Handwriting Practice with Weekly Menu Planning

Here are few blank weekly sample menus you can print. I like to put our weekly menu plan on white paper in an 8x10 picture frame. This way my son can use a dry erase marker to write the menu and erase it each week to write the new menu. This is a great way for your child to work on handwriting, working memory, and planning! You can help with spelling as needed, but the main idea is to work on handwriting and BONUS it helps you with your grocery list and meal prep! If you want to take meal planning a step further (especially for older children), you can have your child try to figure out what ingredients are needed for a couple of the meals.

Another great way to work on handwriting is by having your child write the grocery list. You can tell him/her what to add to the list. Depending on your child’s age, s/he can potentially help to think of personal items needed (i.e. deodorant, body wash, toothpaste, etc.).

ABCs of Motor Regulation

Download Here

The ABCs of Motor Skill Regulation is a movement program integrating yoga poses, sensory input, and motor skills. You can use this with your child to work on calming and stretching poses, as well as motor skill development related to coordination, motor planning, core strength, and balance. Some of the movement cards also provide proprioception and/or vestibular input. At the top of each card, you will see color-coded letters indicating which skill areas that card can be used for. Proprioception/Vestibular, Core/Strength, Calm/Stretch, Balance, and Motor Planning/Coordination are the main focus areas for this movement program. You might see a card that say Calm/Stretch is only noted; however, it could still provide some proprioceptive input. If Proprioceptive/Vestibular was omitted from that card, it is likely because it is not the main skill focus for that card movement.

I would not recommend attempting to use all cards in one movement session. There are 80 cards. That would be far too long to expect your child to attend. There are at least 2 cards for each letter of the alphabet. Pick and choose which cards you would like to try with your child, depending on your goal. All cards have an interesting fact related to the subject located at the top of the card. Number of potential repetitions or time to hold poses for can be found at the bottom of the card in red. If an asterisk is noted at the bottom of a card, an alternative is provided to make that particular movement more difficult or easier.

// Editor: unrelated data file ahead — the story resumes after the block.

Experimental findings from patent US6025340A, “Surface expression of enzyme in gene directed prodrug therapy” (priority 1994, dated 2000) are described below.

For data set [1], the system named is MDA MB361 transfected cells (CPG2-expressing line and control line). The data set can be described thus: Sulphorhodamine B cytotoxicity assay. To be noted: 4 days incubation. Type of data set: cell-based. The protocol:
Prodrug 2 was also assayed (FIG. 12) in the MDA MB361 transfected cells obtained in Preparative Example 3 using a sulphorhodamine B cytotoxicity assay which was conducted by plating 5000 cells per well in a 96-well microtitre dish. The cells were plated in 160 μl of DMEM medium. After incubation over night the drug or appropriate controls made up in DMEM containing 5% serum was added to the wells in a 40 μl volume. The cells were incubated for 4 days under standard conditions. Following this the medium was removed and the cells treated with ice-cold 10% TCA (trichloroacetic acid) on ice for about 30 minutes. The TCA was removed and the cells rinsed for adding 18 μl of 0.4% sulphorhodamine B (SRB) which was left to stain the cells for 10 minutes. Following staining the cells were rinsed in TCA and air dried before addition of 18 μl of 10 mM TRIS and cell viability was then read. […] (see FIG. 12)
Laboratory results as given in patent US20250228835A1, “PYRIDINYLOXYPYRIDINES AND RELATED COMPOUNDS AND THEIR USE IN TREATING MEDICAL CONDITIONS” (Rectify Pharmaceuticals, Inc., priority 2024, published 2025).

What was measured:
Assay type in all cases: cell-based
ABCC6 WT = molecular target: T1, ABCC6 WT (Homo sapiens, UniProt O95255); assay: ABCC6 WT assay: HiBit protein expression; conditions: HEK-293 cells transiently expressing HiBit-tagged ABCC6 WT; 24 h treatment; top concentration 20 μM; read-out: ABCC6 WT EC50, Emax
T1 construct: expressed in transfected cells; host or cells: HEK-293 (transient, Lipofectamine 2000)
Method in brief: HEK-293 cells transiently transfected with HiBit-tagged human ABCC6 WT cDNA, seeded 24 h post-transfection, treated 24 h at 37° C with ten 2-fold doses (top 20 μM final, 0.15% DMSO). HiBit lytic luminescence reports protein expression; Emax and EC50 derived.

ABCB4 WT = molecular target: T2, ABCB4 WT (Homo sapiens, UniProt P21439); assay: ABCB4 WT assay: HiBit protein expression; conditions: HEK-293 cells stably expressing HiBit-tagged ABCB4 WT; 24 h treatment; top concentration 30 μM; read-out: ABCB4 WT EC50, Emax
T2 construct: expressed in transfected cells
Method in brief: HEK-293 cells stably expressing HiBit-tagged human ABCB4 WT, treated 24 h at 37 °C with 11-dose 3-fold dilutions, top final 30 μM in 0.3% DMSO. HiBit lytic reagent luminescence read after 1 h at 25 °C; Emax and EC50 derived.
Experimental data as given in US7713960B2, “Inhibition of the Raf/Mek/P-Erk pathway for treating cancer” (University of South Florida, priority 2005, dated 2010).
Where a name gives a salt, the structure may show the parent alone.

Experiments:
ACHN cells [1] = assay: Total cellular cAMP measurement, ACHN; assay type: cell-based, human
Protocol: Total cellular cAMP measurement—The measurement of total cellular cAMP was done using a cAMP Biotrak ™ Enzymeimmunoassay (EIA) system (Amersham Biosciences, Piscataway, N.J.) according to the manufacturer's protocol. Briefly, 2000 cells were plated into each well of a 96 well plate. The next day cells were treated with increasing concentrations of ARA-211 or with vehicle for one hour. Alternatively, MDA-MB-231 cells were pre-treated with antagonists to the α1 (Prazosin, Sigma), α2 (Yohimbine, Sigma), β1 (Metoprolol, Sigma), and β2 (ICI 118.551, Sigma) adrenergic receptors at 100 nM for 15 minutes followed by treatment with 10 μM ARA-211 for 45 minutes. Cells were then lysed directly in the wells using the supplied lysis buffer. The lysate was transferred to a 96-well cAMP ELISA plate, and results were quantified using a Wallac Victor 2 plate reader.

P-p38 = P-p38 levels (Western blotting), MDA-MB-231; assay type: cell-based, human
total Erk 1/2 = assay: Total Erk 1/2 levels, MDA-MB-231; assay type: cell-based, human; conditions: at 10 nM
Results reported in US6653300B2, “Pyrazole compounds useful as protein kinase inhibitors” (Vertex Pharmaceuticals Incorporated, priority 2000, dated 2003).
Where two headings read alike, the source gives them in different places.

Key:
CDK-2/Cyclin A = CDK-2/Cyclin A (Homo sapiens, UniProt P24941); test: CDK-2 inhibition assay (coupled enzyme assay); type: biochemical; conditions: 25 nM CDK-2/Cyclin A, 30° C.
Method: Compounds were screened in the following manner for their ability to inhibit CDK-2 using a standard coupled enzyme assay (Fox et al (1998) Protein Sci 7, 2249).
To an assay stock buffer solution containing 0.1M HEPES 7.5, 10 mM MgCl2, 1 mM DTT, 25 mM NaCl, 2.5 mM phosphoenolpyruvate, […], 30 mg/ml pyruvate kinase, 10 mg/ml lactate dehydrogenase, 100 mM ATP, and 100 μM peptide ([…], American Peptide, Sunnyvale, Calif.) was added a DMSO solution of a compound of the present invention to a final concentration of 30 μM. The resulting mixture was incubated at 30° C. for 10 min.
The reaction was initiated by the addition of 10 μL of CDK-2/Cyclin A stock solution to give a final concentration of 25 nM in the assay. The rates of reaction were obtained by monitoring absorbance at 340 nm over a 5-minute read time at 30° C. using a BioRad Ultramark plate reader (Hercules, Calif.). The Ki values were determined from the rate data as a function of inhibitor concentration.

Hopefully, you enjoy the ABCs of Motor Skill Regulation!

Sensory Countdown: A Scavenger Hunt.

  • For this activity your child/children will go through the house or outside to search for items from the 7 senses: auditory (sound), olfactory (smell), tactile (touch), gustatory (taste), visual (sight), proprioception (where body is in space-how much energy/work it takes your body to move), and vestibular (how & why body moves-balance/coordination of movement). The scavenger hunt is broken down into each sense with a countdown of what to find (ie. visual – 5 shiny, 4 dull, 3 multicolored, 2 big, and 1 small item).
  • How to modify: You can modify the activity by having your do 1 page a day or only search 1 room or only outside. You can also have them write the items, or take pictures, or tell you what they find.You can discuss what was found and why it’s part of the category, as well.

Download the activity here.

Free Resources

This information can be found on The Pathway 2 Success website by Kristina Scully, a special education teacher. She has put together more than 100 FREE downloadable activities including mindfulness activities, Executive Functioning posters and worksheets, conversation starters, working with others, coping strategies list, calming posters, homework binder, and more!

Through Kids Master Skills you can find free downloadable information related to pencil control, sight words, and handwriting practice from Occupational Therapist, Lisa Marnell.

Other Activities